Canon EOS 60D…

A few weeks I discovered a new Canon EOS DSLR—the Canon EOS 60D—with an articulating screen, which I’ve been waiting for!!! It was rumored back in January 2010, and was released in late August, but I just hear about it a few weeks ago (where have I been?).canon60d
Screenshot taken from Canon’s site.

I went to Best Buy to check it out and it is much bigger than my existing Canon Rebel XSi… I was hoping Canon would have a Rebel with an articulating screen, but I guess they never did release one.

After seeing the 60D I wanted to get it, but I didn’t want to make an impulse buy. So I’ve been doing research and reading reviews and I decided that I’m going for it… I ordered some Amazon Gift Cards from Wells Fargo Gift Card Mall (so I’ll get 3x the points) to cover the cost and I’m just waiting for those in the mail to place my Amazon order.

I was initally just going to get the 60D with the kit lens (18-135mm f/3.5-5.6 IS UD Standard Zoom Lens) which is currently $1,267. But I’ve also wanted a f/2.8 lens for a while now and had the Tamron AF 28-75mm f/2.8 SP XR ZL Di LD Aspherical (IF) on my Wish List. So I may just get the 60D body only for $1,100 + the Tamron for $499… Hmm, a $332 difference. I’ll have to think about this…

On a side note. As I was looking for Tamron 28-75mm f/2.8 reviews on YouTube, I discovered a photographer’s channel that has a lot of good tips. Check out Dom Bower’s Channel and Dom Bower Photo’s Channel on YouTube. He also has a blog.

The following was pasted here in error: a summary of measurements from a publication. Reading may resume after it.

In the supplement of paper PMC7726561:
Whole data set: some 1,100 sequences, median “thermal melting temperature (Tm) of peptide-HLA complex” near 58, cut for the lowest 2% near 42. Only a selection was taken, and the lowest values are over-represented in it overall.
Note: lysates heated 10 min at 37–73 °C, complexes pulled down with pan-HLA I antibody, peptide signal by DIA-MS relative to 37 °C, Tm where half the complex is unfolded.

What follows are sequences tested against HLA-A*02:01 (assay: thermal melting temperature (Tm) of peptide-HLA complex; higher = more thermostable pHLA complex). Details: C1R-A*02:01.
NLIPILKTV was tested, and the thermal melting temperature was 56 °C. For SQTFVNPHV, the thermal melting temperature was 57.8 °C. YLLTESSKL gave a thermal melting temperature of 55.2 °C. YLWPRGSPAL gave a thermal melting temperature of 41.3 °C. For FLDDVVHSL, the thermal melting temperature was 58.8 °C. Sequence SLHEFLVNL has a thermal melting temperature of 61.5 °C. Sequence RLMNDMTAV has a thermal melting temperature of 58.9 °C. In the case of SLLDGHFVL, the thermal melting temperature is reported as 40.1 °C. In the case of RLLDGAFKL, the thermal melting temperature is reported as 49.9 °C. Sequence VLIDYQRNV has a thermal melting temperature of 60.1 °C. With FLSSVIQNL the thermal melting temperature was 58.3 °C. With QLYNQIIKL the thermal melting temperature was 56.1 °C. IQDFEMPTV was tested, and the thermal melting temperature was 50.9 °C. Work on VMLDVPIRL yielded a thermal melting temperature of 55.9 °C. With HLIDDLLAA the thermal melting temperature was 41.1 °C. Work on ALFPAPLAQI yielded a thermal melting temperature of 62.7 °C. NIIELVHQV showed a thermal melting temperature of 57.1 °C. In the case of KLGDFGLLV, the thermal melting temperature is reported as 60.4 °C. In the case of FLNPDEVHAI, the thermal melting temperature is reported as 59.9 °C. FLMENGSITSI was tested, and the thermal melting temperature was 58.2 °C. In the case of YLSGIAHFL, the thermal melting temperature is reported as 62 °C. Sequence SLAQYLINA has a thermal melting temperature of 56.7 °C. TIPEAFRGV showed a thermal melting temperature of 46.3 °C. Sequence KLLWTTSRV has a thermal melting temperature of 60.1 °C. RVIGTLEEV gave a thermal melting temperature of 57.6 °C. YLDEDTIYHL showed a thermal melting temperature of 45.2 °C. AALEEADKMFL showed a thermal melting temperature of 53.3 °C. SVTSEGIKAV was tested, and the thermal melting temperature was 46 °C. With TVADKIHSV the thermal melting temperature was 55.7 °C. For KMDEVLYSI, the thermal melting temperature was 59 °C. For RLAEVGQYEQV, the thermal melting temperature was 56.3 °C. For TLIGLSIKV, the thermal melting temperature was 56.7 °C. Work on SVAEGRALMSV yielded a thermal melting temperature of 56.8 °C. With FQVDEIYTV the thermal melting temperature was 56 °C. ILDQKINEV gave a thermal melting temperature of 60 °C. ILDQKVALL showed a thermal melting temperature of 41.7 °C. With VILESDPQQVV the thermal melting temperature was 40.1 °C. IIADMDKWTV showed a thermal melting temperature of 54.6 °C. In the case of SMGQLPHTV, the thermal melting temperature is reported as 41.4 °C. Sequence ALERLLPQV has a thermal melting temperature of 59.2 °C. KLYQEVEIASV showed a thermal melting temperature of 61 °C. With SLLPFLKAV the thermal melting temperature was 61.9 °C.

Two Camera Techniques

I’ve been researching some photography techniques online and learned two techniques that I want to try.

One is called focus stack. For this, you take a series of macro shots of the same subject, each at a different focus depth. You then use a program like Photoshop to combine the various focused element into a single photo. This results in a photo with an exaggerated DOF (depth of field).

Here are some focus stack examples on Flickr.
Here is a focus stack tutorial written by Flickr user Lord V.

The second is reverse lens. For this, you take a lens and attach it to your camera backwards. This essentially act sort of like a super magnifying glass.

Here are some reverse lens examples on Flickr.
Here is a reverse lens tutorial written by Flickr user Domk.

I purchased a Conversion Lens Adapter for my Canon PowerShot A610. This way I can attach lenses and filters to my camera. I also purchased two lenses; a wide angle lens and a telephoto lens so I can experiment more with my camera and expand my photography skills.